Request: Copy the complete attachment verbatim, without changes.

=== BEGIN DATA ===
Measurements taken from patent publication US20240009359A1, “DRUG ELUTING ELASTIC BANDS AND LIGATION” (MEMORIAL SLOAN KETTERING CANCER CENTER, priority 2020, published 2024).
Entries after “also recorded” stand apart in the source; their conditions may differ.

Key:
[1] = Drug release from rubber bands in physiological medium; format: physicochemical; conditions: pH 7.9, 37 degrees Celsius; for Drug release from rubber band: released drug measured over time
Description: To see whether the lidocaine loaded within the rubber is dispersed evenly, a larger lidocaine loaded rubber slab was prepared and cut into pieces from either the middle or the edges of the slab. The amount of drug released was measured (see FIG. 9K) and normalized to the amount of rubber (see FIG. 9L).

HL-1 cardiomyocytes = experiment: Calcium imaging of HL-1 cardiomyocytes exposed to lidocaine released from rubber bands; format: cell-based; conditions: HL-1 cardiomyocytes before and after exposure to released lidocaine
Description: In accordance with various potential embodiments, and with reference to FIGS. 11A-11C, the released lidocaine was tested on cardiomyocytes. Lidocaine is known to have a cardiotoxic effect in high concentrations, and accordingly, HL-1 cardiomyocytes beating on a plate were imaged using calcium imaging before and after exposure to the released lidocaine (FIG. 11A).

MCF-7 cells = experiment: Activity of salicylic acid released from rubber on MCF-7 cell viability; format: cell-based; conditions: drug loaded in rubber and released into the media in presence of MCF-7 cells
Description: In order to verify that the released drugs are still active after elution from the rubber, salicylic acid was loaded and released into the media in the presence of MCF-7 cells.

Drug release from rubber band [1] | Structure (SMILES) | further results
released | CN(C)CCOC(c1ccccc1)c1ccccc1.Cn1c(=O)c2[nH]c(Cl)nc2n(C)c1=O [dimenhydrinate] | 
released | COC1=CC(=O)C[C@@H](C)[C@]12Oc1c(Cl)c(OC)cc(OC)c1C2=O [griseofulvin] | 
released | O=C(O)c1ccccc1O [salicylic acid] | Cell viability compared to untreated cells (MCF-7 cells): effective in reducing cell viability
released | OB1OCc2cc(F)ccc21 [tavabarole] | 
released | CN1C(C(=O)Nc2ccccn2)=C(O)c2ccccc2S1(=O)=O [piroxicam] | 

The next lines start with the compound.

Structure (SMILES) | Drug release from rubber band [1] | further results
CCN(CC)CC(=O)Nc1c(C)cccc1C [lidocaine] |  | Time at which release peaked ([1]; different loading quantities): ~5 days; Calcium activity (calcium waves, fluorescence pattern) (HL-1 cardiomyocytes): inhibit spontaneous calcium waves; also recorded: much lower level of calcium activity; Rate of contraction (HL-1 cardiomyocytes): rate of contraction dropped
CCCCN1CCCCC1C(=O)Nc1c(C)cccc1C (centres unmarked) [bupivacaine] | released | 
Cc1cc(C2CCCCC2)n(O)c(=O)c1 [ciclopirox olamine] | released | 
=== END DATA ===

Measurements taken from patent publication US20240009359A1, “DRUG ELUTING ELASTIC BANDS AND LIGATION” (MEMORIAL SLOAN KETTERING CANCER CENTER, priority 2020, published 2024).
Entries after “also recorded” stand apart in the source; their conditions may differ.

Key:
[1] = Drug release from rubber bands in physiological medium; format: physicochemical; conditions: pH 7.9, 37 degrees Celsius; for Drug release from rubber band: released drug measured over time
Description: To see whether the lidocaine loaded within the rubber is dispersed evenly, a larger lidocaine loaded rubber slab was prepared and cut into pieces from either the middle or the edges of the slab. The amount of drug released was measured (see FIG. 9K) and normalized to the amount of rubber (see FIG. 9L).

HL-1 cardiomyocytes = experiment: Calcium imaging of HL-1 cardiomyocytes exposed to lidocaine released from rubber bands; format: cell-based; conditions: HL-1 cardiomyocytes before and after exposure to released lidocaine
Description: In accordance with various potential embodiments, and with reference to FIGS. 11A-11C, the released lidocaine was tested on cardiomyocytes. Lidocaine is known to have a cardiotoxic effect in high concentrations, and accordingly, HL-1 cardiomyocytes beating on a plate were imaged using calcium imaging before and after exposure to the released lidocaine (FIG. 11A).

MCF-7 cells = experiment: Activity of salicylic acid released from rubber on MCF-7 cell viability; format: cell-based; conditions: drug loaded in rubber and released into the media in presence of MCF-7 cells
Description: In order to verify that the released drugs are still active after elution from the rubber, salicylic acid was loaded and released into the media in the presence of MCF-7 cells.

Drug release from rubber band [1] | Structure (SMILES) | further results
released | CN(C)CCOC(c1ccccc1)c1ccccc1.Cn1c(=O)c2[nH]c(Cl)nc2n(C)c1=O [dimenhydrinate] | 
released | COC1=CC(=O)C[C@@H](C)[C@]12Oc1c(Cl)c(OC)cc(OC)c1C2=O [griseofulvin] | 
released | O=C(O)c1ccccc1O [salicylic acid] | Cell viability compared to untreated cells (MCF-7 cells): effective in reducing cell viability
released | OB1OCc2cc(F)ccc21 [tavabarole] | 
released | CN1C(C(=O)Nc2ccccn2)=C(O)c2ccccc2S1(=O)=O [piroxicam] | 

The next lines start with the compound.

Structure (SMILES) | Drug release from rubber band [1] | further results
CCN(CC)CC(=O)Nc1c(C)cccc1C [lidocaine] |  | Time at which release peaked ([1]; different loading quantities): ~5 days; Calcium activity (calcium waves, fluorescence pattern) (HL-1 cardiomyocytes): inhibit spontaneous calcium waves; also recorded: much lower level of calcium activity; Rate of contraction (HL-1 cardiomyocytes): rate of contraction dropped
CCCCN1CCCCC1C(=O)Nc1c(C)cccc1C (centres unmarked) [bupivacaine] | released | 
Cc1cc(C2CCCCC2)n(O)c(=O)c1 [ciclopirox olamine] | released | 